Patient analysis, marketing seeks to expand air service | nnbusinessview.com

Patient analysis, marketing seeks to expand air service

John Seelmeyer

Olympic gold medal skier Jonny Moseley was all over the media in southeast Texas in February as Continental Airlines introduced nonstop service between Reno and Houston.

And it was no coincidence that Moseley, a resident of Lake Tahoe, was in Houston as the air service was launched.

The Reno-Tahoe Regional Marketing Committee, a consortium of public and private agencies with a stake in the tourism industry, laid the groundwork for Moseley’s visit as part of its ongoing campaign to make certain that northern Nevada enjoys good air service.

“We really have a responsibility to improve the infrastructure of our destination. Air service is a very important part of that infrastructure,” says Bill Hoffman, the chair of the Regional Marketing Committee and executive director of the Incline Village/Crystal Bay Visitors Bureau.

Some of the air-service needs of the tourism industry are obvious a direct pipeline between ski-crazy Texans and the slopes of Lake Tahoe, for instance.

Others are more subtle.

Hoffman notes, for instance, that the Regional Marketing Committee pays a lot of attention to service between Reno and Baltimore Washington International Airport.

The reason? The Washington area is home to scads of associations, all of which might schedule a convention at Reno or Lake Tahoe. The Baltimore airport, in fact, carries the most traffic to and from Reno of any route without direct service.

The Regional Marketing Committee’s work complements major ongoing efforts by Reno-Tahoe International Airport to boost air service to the region for leisure and business travelers alike.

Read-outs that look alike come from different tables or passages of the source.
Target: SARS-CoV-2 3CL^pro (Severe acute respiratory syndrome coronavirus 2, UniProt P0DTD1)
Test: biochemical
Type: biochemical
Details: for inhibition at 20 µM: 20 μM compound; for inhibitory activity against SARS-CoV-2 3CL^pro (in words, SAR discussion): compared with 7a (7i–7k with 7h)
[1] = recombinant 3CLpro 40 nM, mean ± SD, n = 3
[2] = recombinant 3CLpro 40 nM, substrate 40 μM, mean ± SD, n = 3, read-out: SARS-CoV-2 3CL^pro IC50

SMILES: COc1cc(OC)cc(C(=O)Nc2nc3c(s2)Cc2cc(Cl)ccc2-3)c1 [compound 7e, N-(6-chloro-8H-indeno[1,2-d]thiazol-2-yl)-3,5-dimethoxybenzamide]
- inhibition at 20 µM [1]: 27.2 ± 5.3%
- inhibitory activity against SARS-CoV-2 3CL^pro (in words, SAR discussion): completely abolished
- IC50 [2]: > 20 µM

The airport has hired a specialist, InterVISTAS Consulting LLC of Bethesda, Md., to oversee its effort.

Kevin Schorr, a vice president with the consulting firm, says the addition of airline service is entirely a profit-driven decision by airlines.

With limited numbers of aircraft available, carriers want to use planes on routes where they can generate the most passengers at the highest-possible fares.

That means that InterVISTAS and executives of the airport first need to convince an airline of the potential traffic to be generated if new service is launched.

That’s sometimes a challenging estimate, because new direct service may drain passengers out of connecting flights. Or the availability of new service may stimulate entirely new travel business. Or competitive carriers may undertake initiatives of their own.

Another piece of the analysis is operating costs. Reno-Tahoe International Airport ranks sixth-lowest among its peers in airlines’ cost per passenger, finds a study by Airports Council International, an industry group.

On the other hand, escalating fuel costs the biggest single expense faced by airlines is discouraging many route-expansion proposals as carriers decide to ground older, fuel-hungry aircraft.

One of the factors that can help nudge an airline Schorr says, is the depth of marketing support the community is ready to offer.

That, Hoffman says, is where the Regional Marketing Committee steps in.

“Everything we do is destination branding,” he says.

The committee works with publishers of in-flight magazines to run articles about the attractions of the Reno-Tahoe area. It assembles packages from its members to provide as prizes for airline contests. It sells Lake Tahoe and Reno to consumer audiences in focused campaigns in markets where airline service to the region could use a boost.

No matter how much help the region can provide to new air service, the analysis and decision-making process is seldom quick. Airlines’ planning cycles often run at least a year in advance, and major shifts in their route structure may be in the planning stages for years.

When Delta Airlines brought back direct service between Reno and Minneapolis in April, for instance, it marked the culmination of a five-year effort by airport executives.


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